Wednesday, December 2, 2020
Home World Appeals court clears Harvard of racial bias in admissions - Times of...

Appeals court clears Harvard of racial bias in admissions – Times of India

BOSTON: A federal appeals court on Thursday upheld a ruling clearing Harvard University of discrimination against Asian American applicants.
Two judges on the 1st US Circuit Court of Appeals in Boston rejected claims from an anti-affirmative action group that accuses the Ivy League University of imposing a “racial penalty” on Asian Americans.
The decision delivers a blow to the group, Students for Fair Admissions, and moves the case a step closer to a possible review by the US Supreme Court. Some legal scholars believe the court will take up the case, and both sides have been preparing for that outcome.
Edward Blum, president of Students for Fair Admissions, said he was disappointed but that “our hope is not lost.”
“This lawsuit is now on track to go up to the US Supreme Court where we will ask the justices to end these unfair and unconstitutional race-based admissions policies at Harvard and all colleges and universities,” Blum said in a written statement.
The case revived a national debate about race’s role in college admissions. In multiple decisions spanning decades, the US Supreme Court has ruled that colleges can consider race as a limited factor in order to promote campus diversity. But the practice faces mounting challenges in the courts, including three suits from Students from Fair Admissions.
In the latest decision, the judges concluded that Harvard’s admissions process passes legal muster and meets requirements previously created by the Supreme Court.
“The issue before us is whether Harvard’s limited use of race in its admissions process in order to achieve diversity in the period in question is consistent with the requirements of Supreme Court precedent. There was no error,” the judges wrote.
The group’s 2014 lawsuit alleges that Harvard’s admissions officers use a subjective “personal rating” to discriminate against Asian Americans who apply to the school. Using six years of admissions data, the group found that Asian American applicants had the best academic records but received the lowest scores on the personal rating.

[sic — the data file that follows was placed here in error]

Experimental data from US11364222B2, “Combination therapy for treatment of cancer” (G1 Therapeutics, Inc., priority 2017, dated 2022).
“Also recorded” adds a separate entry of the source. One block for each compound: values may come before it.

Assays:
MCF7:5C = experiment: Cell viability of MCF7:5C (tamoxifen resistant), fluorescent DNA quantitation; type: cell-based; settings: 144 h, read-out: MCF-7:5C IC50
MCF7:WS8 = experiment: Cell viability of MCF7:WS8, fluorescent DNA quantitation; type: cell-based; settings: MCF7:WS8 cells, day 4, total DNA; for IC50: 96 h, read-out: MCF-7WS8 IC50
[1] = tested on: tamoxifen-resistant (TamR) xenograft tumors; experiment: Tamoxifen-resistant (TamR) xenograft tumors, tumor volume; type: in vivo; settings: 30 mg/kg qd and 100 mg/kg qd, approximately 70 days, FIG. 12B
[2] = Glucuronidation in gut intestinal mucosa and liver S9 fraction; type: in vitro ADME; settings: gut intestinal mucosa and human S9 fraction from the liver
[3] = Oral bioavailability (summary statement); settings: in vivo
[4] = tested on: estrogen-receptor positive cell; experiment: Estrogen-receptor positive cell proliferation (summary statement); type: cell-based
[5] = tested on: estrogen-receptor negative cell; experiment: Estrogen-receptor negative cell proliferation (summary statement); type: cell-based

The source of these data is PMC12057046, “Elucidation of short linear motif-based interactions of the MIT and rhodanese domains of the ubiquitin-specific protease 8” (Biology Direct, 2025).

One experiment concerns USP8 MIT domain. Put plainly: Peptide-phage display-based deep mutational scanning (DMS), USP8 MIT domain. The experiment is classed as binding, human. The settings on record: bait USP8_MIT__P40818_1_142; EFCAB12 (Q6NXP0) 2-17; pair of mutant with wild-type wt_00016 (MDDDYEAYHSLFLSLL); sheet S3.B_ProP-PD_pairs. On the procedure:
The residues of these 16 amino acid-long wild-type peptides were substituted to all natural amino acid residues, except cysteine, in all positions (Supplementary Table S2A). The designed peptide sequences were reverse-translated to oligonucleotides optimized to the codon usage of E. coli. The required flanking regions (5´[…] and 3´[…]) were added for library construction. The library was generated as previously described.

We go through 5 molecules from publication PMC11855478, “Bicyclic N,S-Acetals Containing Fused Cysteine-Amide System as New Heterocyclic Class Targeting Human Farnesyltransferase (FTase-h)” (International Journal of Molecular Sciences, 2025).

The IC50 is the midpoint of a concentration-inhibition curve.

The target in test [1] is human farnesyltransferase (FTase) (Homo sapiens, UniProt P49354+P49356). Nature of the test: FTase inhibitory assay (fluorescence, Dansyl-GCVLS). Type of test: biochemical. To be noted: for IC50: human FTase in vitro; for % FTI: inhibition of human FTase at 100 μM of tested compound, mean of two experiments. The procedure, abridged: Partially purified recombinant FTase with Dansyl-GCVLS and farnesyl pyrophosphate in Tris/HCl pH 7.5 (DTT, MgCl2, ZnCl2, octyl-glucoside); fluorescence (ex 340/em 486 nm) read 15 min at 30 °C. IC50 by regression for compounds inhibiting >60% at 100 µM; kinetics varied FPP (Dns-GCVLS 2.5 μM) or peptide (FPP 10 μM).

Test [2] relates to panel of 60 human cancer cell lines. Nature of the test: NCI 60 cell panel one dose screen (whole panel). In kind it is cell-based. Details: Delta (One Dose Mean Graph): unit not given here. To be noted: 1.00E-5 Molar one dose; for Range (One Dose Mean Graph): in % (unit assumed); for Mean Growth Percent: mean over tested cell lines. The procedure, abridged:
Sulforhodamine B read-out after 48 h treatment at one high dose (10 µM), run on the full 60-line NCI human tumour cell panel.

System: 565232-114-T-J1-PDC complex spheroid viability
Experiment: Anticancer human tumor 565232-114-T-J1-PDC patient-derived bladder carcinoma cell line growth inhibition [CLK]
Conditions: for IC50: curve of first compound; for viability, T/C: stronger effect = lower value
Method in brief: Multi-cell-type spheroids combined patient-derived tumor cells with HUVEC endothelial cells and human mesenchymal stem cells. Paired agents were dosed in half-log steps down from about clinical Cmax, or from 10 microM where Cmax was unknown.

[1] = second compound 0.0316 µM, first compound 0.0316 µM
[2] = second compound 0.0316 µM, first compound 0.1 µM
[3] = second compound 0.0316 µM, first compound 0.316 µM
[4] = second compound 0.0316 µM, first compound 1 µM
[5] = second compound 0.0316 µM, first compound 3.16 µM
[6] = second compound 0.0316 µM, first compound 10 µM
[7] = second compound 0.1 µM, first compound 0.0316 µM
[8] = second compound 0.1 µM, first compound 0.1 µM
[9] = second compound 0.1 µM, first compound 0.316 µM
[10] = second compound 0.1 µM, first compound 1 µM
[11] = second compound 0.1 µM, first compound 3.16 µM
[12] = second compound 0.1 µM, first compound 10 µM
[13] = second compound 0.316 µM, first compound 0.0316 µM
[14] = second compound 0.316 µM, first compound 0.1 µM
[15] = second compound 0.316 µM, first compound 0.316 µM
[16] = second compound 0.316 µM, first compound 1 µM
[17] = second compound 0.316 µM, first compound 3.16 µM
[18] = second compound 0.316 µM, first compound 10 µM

The group’s analysis found that Harvard accepted Asian Americans at lower rates than any other racial group, while giving preference to Black and Hispanic students with lower grades. The lawsuit also alleged that Harvard works to keep a consistent racial breakdown among new students, which the organization says amounts to illegal “racial balancing.”
Harvard denies any discrimination and says it considers applicants’ race only in the narrow way approved by the US Supreme Court. In close calls between students, some underrepresented students may get a “tip” in their favor, school officials say, but students’ race is never counted against them.
After a three-week trial that cast new light on Harvard’s secretive selection process, a federal judge ruled that other factors could explain why Asian Americans are admitted at lower rates than other students. In her 2019 ruling, District Judge Allison D. Burroughs said Harvard’s admissions process is “not perfect” but concluded that there was “no evidence of any racial animus whatsoever.”
A three-judge panel of the appeals court heard arguments in September, but one of the judges, Juan Torruella, died in October before the case was decided. The ruling notes that Torruella heard oral arguments but did not participate in issuing the decision.